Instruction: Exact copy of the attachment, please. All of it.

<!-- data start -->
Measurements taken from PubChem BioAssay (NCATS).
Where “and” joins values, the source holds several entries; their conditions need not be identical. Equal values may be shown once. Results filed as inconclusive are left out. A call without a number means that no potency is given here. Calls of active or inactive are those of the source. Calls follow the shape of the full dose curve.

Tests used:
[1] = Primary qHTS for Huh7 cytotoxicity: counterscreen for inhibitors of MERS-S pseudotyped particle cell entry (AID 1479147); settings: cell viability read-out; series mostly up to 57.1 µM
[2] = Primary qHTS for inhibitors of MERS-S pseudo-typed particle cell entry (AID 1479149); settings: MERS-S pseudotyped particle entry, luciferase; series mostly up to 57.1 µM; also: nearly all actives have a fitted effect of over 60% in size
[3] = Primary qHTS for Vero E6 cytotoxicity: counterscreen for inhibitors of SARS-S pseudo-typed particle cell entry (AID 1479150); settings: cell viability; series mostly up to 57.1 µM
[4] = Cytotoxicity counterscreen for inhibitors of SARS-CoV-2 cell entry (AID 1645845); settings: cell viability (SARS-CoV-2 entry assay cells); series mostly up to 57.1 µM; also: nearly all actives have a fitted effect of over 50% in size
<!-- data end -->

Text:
Measurements taken from PubChem BioAssay (NCATS).
Where “and” joins values, the source holds several entries; their conditions need not be identical. Equal values may be shown once. Results filed as inconclusive are left out. A call without a number means that no potency is given here. Calls of active or inactive are those of the source. Calls follow the shape of the full dose curve.

Tests used:
[1] = Primary qHTS for Huh7 cytotoxicity: counterscreen for inhibitors of MERS-S pseudotyped particle cell entry (AID 1479147); settings: cell viability read-out; series mostly up to 57.1 µM
[2] = Primary qHTS for inhibitors of MERS-S pseudo-typed particle cell entry (AID 1479149); settings: MERS-S pseudotyped particle entry, luciferase; series mostly up to 57.1 µM; also: nearly all actives have a fitted effect of over 60% in size
[3] = Primary qHTS for Vero E6 cytotoxicity: counterscreen for inhibitors of SARS-S pseudo-typed particle cell entry (AID 1479150); settings: cell viability; series mostly up to 57.1 µM
[4] = Cytotoxicity counterscreen for inhibitors of SARS-CoV-2 cell entry (AID 1645845); settings: cell viability (SARS-CoV-2 entry assay cells); series mostly up to 57.1 µM; also: nearly all actives have a fitted effect of over 50% in size